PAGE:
Authors: Anna Smajdor, Daniela Cutas and Tuija Takala
Article: Artificial gametes, the unnatural and the artefactual
Increasingly, science offers new ways for human beings to design, create and control living organisms. Among other avenues of research, work towards the creation of ‘artificial’ (or, as they used to be called, ‘synthetic’) gametes has attracted considerable media attention over recent decades. The very term ‘artificial gametes’ is negatively loaded. What is artificial deviates from what is natural, and is thus inauthentic, in some sense it is not real. When concerns about naturalness coincide with questions of reproductive ethics, the scene is set for disputes about how, if at all, such gametes should be used in reproduction.
For many years, it has been an accepted dogma in mainstream bioethics that nature has no role to play in moral reasoning. There are two key reasons for this. Firstly, it is very hard to define what is natural and what is not. Secondly, even supposing we could make such distinctions, to derive anything about the ethics of an act from its relation with the natural is regarded as logically unsound: it would be to commit what has been called “the naturalistic fallacy”. Those who make appeals to nature tend to hold conservative or religious convictions and to be widely dismissed by secular thinkers. Yet these dismissals are frequently based on ad hoc reformulations of arguments from nature. A common tactic is to nod towards the fact that some people would disapprove of x because it is unnatural, only to sweep aside this objection as being clearly fallacious.
However, it seems possible that the rejection of appeals to nature may itself be based on a form of fallacious reasoning. Nature is inescapable. It is around us and in us. For philosophers, concepts of nature are inherent in the way we think about what it means to be human, the ways that societies are or should be constructed, and the distinction between health and disease. Even moral theories themselves are inextricably entwined with concepts of nature. For example, virtue ethics draws on Aristotle’s ideas of human nature and what is required for human flourishing. Clearly, any divergence from human nature has significant moral implications. Utilitarianism may seem an unlikely candidate to have an affinity with nature; but even here, it is indisputable that what constitutes a good outcome for human beings is linked with their nature.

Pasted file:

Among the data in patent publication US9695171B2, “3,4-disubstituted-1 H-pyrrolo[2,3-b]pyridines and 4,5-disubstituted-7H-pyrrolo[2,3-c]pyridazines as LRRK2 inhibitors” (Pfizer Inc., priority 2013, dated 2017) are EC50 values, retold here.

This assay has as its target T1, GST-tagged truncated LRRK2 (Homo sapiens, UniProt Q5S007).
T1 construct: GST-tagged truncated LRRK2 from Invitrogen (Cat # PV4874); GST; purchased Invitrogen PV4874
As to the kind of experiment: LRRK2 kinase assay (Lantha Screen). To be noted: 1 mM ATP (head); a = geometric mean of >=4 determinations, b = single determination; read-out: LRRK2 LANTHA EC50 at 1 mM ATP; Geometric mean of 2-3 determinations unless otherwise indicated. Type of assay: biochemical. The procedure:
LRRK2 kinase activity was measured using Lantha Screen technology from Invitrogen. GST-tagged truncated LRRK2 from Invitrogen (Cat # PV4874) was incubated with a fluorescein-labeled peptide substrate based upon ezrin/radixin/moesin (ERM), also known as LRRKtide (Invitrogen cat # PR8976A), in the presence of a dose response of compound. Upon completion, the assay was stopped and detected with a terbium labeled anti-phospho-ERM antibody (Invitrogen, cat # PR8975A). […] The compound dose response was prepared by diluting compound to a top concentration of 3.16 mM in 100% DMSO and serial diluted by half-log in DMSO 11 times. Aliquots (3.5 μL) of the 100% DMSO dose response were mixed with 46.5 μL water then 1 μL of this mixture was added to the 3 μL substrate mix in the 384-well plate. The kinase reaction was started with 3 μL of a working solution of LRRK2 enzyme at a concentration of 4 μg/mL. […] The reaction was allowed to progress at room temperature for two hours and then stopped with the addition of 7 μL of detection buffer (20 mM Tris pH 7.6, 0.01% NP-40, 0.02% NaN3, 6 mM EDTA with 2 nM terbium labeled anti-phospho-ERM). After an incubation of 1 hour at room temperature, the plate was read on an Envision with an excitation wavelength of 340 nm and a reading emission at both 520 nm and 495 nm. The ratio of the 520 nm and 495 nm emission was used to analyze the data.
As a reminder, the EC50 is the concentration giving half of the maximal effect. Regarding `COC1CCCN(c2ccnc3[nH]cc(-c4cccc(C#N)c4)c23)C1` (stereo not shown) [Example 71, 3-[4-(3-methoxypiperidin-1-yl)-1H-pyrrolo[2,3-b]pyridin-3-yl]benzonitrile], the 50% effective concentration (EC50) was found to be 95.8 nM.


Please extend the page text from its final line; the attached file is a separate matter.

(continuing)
This pervasiveness of nature lends itself to the tendency in mainstream bioethics to assume that because it is difficult to construct clear boundaries between the natural and unnatural, there is nothing more to be said about nature. John Stuart Mill observed that either we construe nature as being simply everything there is or alternatively, everything except for that which is created, altered or affected by human beings. Neither of these interpretations lends itself to a useful understanding of how morality and nature might be interlinked. The first approach effectively renders the concept of nature redundant since everything is natural. The second is too sweeping for normative purposes. If we regard everything we touch or interact with as thereby being ‘unnatural’, it suggests that building houses, treating diseases, perhaps merely existing, is likewise unnatural.
These views of nature are problematic if we are looking for a simple, binary division between the natural and the unnatural. We suggest that this is too crude. Rather, we can think of naturalness as a spectrum: objects, artefacts or endeavours that are most closely connected with human intervention can be regarded as less natural than those that are not. On this view, we can say that artificial gametes are less natural than ‘normal’ gametes because they are more directly the product of intentional human processes. But what, if anything, does this tell us about their moral significance? In this context, the question of moral significance is particularly fraught because of the possibility of using artificial gametes to create offspring. While people do not usually regard gametes themselves as having moral status, embryos, foetuses and children are regarded as having or acquiring such status. Could artificial gametes give rise to artificial embryos, foetuses, or offspring? How would the moral status of such entities be perceived?
We suggest that to construe naturalness as a continuum rather than a simple yes/no division can help in showing how morality may be connected with naturalness in ways that avoid the pitfalls of the naturalistic fallacy. When we seek to intervene in areas that were previously beyond our control, we expand the sphere of our moral responsibility so that we become morally responsible for these new organisms in a way that does not apply so clearly to their natural counterparts. Not only this, but we alter our relationship with them. The element of design and deliberate control makes it more plausible to view the resulting organism as an object designed by humans to fulfil a particular purpose.
Competing interests: None declared.